To effectuate the declared policy of the General Assembly, section 7 of the Unemployment Compensation Act ordains: "An individual shall be ineligible for benefits * * * (d) For any week with respect to which it is found that his total or partial unemployment is due to a stoppage of work which exists because of a labor dispute at the factory, establishment, or other premises at which he is or was last employed, provided, that this subsection shall not apply if it is shown that (1) He is not participating in or financing or directly interested in the labor dispute which caused the stoppage of work and (2) He does not belong to a grade or class of workers of which immediately before the commencement of the stoppage, there were members employed at the premises at which the stoppage occurs, any of whom are participating in or financing or directly interested in the dispute; provided, that if in any case separate branches of work which are commonly conducted as separate businesses in separate premises are conducted in separate departments of the same premises, each such department shall, for the purpose of this subsection, be deemed to be a separate factory, establishment, or other premises."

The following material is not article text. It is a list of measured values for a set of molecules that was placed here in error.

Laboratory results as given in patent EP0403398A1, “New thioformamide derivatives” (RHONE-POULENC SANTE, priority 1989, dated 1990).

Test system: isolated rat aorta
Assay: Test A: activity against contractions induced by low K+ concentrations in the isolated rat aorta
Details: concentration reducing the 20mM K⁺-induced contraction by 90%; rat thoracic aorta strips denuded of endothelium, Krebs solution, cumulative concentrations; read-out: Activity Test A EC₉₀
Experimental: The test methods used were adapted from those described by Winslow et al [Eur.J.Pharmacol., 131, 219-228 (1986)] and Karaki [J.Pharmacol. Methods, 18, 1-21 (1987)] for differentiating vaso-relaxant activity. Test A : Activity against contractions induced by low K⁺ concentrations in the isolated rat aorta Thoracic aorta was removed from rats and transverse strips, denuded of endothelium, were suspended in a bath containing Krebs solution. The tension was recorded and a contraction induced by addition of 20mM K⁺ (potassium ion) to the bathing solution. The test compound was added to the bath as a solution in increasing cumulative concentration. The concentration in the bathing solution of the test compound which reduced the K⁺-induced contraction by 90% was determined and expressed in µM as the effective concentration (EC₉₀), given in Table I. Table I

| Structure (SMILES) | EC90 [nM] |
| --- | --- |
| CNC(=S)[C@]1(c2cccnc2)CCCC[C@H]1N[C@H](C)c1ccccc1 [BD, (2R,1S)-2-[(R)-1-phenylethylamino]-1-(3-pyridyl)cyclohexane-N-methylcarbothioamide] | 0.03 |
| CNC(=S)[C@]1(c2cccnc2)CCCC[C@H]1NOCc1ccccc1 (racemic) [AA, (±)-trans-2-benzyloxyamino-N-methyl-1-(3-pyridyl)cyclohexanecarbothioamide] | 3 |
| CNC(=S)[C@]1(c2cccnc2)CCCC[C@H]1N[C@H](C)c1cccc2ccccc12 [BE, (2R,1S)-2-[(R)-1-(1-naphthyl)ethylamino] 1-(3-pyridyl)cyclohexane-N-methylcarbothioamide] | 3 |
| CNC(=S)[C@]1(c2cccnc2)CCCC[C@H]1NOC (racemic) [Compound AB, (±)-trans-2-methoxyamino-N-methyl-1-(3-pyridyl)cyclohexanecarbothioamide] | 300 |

Admittedly, a labor dispute existed between the company and the warehouse employees. No attempt was made to show that any claimant was not participating in, financing or directly interested in the labor dispute and did not belong to a grade or class of labor, some member of which was participating in, financing or directly interested in the dispute. There was, without question, a stoppage of work at the warehouse resulting from a labor dispute between the employer and the claimant employees, the shutdown substantially interfering with warehouse operations, curtailing them to approximately twenty per cent of normal production. For all practical purposes, there was a cessation of the operation of the establishment and a cessation of work. In short, there was both a stoppage of work and a labor dispute at the warehouse. Since the Walgreen company admits that its warehouse is not a factory, the precise issue presented for decision is whether the warehouse is an "establishment" or "other premises," within the contemplation of section 7(d). The Director's representative stated the question in the alternative, adding, "or is it to be classified as one segment or subdivision of a carefully organized and elaborately integrated larger whole, namely, the chain store business of the Walgreen Company." From this statement of the question presented, he proceeded to propound a theory that "geographic isolation is less important than functional integration in arriving at a definition of a separate factory or establishment; and in a chain store system the warehousing function is unusually significant, for the basic concept of the whole system lies in the method of making available to small retail stores the low unit costs attainable through large-scale buying standardized products, centralised planning and direction, and a quick and efficient scheme of distribution." He concluded: "In summary, it seems apparent that the warehouse has only the semblance or the shell, rather than the substance and reality, of a separate business. It must be concluded, therefore, since the warehouse is only one integrated unit of the chain store system of the Walgreen Company, and since there is no evidence to indicate that the total business of the Company was appreciably affected by the labor dispute at the warehouse, that there was no stoppage of work, and that consequently the claimants in this case who were warehouse employees are eligible for benefits." The vice of the statement of the issue by the representative and his conclusion, — if we understand it — is that economic theories not expressed in the statute have been injected into the proceeding in order to arrive at a conclusion unwarranted by the plain and unambiguous language of section 7 (d). Vagaries of professorial theorists cannot be permitted to add a test of functional integration, a test not prescribed by the statute, as an element determinative of whether claimants are entitled to unemployment compensation benefits.